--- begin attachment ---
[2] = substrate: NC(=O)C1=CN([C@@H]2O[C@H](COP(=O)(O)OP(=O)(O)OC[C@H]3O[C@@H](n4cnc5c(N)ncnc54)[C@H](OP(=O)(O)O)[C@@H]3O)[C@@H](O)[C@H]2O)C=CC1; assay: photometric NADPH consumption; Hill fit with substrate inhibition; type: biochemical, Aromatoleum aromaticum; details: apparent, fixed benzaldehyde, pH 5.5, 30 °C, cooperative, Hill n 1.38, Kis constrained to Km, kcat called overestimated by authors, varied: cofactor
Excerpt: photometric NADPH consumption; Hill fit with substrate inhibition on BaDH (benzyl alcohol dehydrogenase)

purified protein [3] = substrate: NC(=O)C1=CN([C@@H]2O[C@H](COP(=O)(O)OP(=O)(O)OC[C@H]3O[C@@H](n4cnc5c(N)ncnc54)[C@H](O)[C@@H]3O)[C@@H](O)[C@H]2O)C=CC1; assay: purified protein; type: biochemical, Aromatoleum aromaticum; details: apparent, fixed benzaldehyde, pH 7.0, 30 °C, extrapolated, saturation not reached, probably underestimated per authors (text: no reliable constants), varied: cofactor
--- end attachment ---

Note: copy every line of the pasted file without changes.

[2] = substrate: NC(=O)C1=CN([C@@H]2O[C@H](COP(=O)(O)OP(=O)(O)OC[C@H]3O[C@@H](n4cnc5c(N)ncnc54)[C@H](OP(=O)(O)O)[C@@H]3O)[C@@H](O)[C@H]2O)C=CC1; assay: photometric NADPH consumption; Hill fit with substrate inhibition; type: biochemical, Aromatoleum aromaticum; details: apparent, fixed benzaldehyde, pH 5.5, 30 °C, cooperative, Hill n 1.38, Kis constrained to Km, kcat called overestimated by authors, varied: cofactor
Excerpt: photometric NADPH consumption; Hill fit with substrate inhibition on BaDH (benzyl alcohol dehydrogenase)

purified protein [3] = substrate: NC(=O)C1=CN([C@@H]2O[C@H](COP(=O)(O)OP(=O)(O)OC[C@H]3O[C@@H](n4cnc5c(N)ncnc54)[C@H](O)[C@@H]3O)[C@@H](O)[C@H]2O)C=CC1; assay: purified protein; type: biochemical, Aromatoleum aromaticum; details: apparent, fixed benzaldehyde, pH 7.0, 30 °C, extrapolated, saturation not reached, probably underestimated per authors (text: no reliable constants), varied: cofactor